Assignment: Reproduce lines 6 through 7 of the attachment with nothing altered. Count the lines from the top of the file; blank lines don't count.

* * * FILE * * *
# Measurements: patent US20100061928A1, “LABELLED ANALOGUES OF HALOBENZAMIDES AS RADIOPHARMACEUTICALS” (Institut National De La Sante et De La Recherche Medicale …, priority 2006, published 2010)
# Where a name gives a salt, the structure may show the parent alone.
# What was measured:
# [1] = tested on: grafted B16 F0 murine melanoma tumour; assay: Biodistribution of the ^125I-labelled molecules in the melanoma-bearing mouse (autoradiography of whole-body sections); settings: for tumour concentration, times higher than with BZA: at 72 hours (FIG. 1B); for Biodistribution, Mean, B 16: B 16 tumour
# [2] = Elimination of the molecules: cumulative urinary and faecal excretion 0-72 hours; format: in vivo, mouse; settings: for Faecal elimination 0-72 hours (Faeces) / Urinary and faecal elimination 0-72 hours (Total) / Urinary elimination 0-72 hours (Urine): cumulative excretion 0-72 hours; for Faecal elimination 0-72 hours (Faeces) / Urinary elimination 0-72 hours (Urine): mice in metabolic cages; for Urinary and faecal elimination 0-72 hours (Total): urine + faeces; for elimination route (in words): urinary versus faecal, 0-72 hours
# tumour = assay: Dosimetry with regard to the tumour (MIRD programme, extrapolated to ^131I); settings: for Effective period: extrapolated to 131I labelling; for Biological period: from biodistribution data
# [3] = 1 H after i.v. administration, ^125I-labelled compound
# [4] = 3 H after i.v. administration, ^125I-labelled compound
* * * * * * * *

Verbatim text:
# tumour = assay: Dosimetry with regard to the tumour (MIRD programme, extrapolated to ^131I); settings: for Effective period: extrapolated to 131I labelling; for Biological period: from biodistribution data
# [3] = 1 H after i.v. administration, ^125I-labelled compound